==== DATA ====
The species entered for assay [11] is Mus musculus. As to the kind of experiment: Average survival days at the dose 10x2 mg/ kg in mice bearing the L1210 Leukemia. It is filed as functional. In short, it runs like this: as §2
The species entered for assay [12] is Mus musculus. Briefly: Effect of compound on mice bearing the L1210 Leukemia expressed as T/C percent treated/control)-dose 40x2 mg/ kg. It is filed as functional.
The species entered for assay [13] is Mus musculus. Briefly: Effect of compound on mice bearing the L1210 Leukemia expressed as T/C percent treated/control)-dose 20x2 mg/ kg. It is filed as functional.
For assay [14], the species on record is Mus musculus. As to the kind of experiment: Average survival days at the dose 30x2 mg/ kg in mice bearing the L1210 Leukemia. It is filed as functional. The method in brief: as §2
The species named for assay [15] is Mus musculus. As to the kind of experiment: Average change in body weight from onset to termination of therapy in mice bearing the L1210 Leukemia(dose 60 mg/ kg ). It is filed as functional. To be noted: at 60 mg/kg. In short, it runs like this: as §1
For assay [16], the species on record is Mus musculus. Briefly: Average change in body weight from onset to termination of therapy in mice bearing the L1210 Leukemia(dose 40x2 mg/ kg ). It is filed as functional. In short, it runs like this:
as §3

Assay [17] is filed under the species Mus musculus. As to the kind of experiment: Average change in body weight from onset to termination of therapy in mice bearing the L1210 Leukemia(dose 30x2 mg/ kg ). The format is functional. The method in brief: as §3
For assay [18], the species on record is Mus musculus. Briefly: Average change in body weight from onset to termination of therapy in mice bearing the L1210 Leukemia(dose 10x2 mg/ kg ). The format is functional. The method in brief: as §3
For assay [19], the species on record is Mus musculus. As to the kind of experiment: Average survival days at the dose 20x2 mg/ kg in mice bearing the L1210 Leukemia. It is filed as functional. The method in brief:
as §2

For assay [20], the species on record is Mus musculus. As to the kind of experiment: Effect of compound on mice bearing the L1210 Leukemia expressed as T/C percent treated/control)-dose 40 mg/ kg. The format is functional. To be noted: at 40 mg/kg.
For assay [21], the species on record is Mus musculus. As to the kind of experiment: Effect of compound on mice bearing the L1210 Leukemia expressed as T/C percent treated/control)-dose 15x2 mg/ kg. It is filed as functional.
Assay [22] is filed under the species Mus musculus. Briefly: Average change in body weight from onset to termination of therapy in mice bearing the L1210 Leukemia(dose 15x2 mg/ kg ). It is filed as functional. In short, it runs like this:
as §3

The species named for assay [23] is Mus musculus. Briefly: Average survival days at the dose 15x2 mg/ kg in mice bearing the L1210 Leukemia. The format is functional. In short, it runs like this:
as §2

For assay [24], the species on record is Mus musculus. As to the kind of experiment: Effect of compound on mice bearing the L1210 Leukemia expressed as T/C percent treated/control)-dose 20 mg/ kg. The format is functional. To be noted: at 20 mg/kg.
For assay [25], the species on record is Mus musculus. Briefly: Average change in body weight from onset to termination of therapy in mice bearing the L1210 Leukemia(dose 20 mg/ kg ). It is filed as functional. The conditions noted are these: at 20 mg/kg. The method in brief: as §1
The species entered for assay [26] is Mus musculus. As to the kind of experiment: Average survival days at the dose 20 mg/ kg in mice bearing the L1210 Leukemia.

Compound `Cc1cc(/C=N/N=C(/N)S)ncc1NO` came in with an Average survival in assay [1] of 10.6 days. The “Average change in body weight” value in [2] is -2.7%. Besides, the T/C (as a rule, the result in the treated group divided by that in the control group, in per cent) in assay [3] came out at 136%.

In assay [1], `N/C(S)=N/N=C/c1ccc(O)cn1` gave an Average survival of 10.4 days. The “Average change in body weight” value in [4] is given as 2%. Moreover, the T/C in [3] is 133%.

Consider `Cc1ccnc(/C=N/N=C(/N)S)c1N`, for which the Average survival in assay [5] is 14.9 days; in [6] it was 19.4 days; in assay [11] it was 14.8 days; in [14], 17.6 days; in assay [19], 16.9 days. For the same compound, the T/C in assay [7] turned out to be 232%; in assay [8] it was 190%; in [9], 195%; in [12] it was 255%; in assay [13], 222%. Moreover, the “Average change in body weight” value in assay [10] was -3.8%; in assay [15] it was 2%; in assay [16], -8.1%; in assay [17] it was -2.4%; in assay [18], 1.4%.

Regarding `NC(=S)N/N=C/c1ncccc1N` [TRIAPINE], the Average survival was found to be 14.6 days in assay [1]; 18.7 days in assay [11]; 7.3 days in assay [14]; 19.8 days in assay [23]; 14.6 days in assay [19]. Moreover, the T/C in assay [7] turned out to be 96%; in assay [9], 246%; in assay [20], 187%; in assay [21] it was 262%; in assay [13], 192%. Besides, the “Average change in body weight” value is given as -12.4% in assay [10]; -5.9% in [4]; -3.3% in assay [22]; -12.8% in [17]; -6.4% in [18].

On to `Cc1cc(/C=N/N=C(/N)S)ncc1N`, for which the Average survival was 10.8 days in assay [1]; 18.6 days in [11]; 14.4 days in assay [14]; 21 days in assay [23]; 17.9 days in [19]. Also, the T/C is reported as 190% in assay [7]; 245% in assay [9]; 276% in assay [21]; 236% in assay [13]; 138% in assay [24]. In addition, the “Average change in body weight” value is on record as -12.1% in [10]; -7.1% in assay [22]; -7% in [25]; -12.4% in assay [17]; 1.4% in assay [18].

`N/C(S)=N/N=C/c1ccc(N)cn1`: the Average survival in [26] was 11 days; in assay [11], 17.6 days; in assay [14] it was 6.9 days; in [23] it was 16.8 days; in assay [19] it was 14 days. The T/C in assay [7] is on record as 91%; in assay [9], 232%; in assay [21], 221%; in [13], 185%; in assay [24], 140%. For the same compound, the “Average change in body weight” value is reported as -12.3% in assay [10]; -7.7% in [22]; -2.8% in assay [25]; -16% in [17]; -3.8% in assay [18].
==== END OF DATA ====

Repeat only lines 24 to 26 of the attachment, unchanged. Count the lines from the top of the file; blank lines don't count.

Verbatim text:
Regarding `NC(=S)N/N=C/c1ncccc1N` [TRIAPINE], the Average survival was found to be 14.6 days in assay [1]; 18.7 days in assay [11]; 7.3 days in assay [14]; 19.8 days in assay [23]; 14.6 days in assay [19]. Moreover, the T/C in assay [7] turned out to be 96%; in assay [9], 246%; in assay [20], 187%; in assay [21] it was 262%; in assay [13], 192%. Besides, the “Average change in body weight” value is given as -12.4% in assay [10]; -5.9% in [4]; -3.3% in assay [22]; -12.8% in [17]; -6.4% in [18].

On to `Cc1cc(/C=N/N=C(/N)S)ncc1N`, for which the Average survival was 10.8 days in assay [1]; 18.6 days in [11]; 14.4 days in assay [14]; 21 days in assay [23]; 17.9 days in [19]. Also, the T/C is reported as 190% in assay [7]; 245% in assay [9]; 276% in assay [21]; 236% in assay [13]; 138% in assay [24]. In addition, the “Average change in body weight” value is on record as -12.1% in [10]; -7.1% in assay [22]; -7% in [25]; -12.4% in assay [17]; 1.4% in assay [18].

`N/C(S)=N/N=C/c1ccc(N)cn1`: the Average survival in [26] was 11 days; in assay [11], 17.6 days; in assay [14] it was 6.9 days; in [23] it was 16.8 days; in assay [19] it was 14 days. The T/C in assay [7] is on record as 91%; in assay [9], 232%; in assay [21], 221%; in [13], 185%; in assay [24], 140%. For the same compound, the “Average change in body weight” value is reported as -12.3% in assay [10]; -7.7% in [22]; -2.8% in assay [25]; -16% in [17]; -3.8% in assay [18].